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OBJECTIVE: Reversibility of GH insufficiency with a change of environment is characteristic of psychosocial dwarfism, and excludes an organic endocrinopathy. However, the change in GH pulsatility has not previously been described. We therefore wished to study spontaneous GH secretion before and after change to a more favourable environment in 11 children with psychosocial deprivation and short stature in order to evaluate if separation from the families can modify their patterns of GH secretion. PATIENTS AND DESIGN: We describe 11 prepubertal children (6 M and 5 F; 2.2-13.5 years of age) who had growth failure and psychosocial deprivation. They were diagnosed by a multidisciplinary team as having environmental growth failure after admission to hospital for 3 weeks. Six of them were discovered to have been sexually abused. During the uninterrupted hospital admission parental access was restricted. Three sets of 18-hour GH profiles were performed on each child, except one child who had only two, during the 3-week admission. MEASUREMENTS: Pulse analysis of GH profiles was by Fourier transformation. RESULTS: On the first day of admission spontaneous GH secretion demonstrated a spectrum of abnormalities in the pattern of basal values, pulse frequency and pulse amplitude. Such GH insufficiency showed reversibility during the 3 weeks in hospital. Indeed, there was a significant increase in GH secretion which was amplitude modulated without any significant modification in pulse frequency. CONCLUSION: Our data indicate that there is abnormal physiological GH secretion in children with psychosocial deprivation, which is associated with growth failure. Despite a pathological situation, each child retained his own characteristic pattern of GH pulsatility. The pattern of reversibility of abnormal GH pulsatility provides information for the mechanism of the control of GH secretion.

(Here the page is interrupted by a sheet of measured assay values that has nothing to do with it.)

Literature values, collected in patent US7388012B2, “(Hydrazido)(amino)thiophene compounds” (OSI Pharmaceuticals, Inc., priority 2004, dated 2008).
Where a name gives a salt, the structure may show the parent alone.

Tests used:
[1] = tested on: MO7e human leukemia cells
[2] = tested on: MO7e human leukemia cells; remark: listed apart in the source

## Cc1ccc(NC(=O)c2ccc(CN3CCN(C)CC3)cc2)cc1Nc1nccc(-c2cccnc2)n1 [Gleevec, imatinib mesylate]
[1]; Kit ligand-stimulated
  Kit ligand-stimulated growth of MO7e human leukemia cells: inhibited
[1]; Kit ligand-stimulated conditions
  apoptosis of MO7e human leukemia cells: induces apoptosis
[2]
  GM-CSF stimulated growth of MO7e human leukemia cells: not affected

Original publication




Journal article


Clin Endocrinol (Oxf)

Publication Date





687 - 692


Adolescent, Child, Child, Preschool, Dwarfism, Female, Follow-Up Studies, Growth Hormone, Humans, Male, Psychosocial Deprivation, Secretory Rate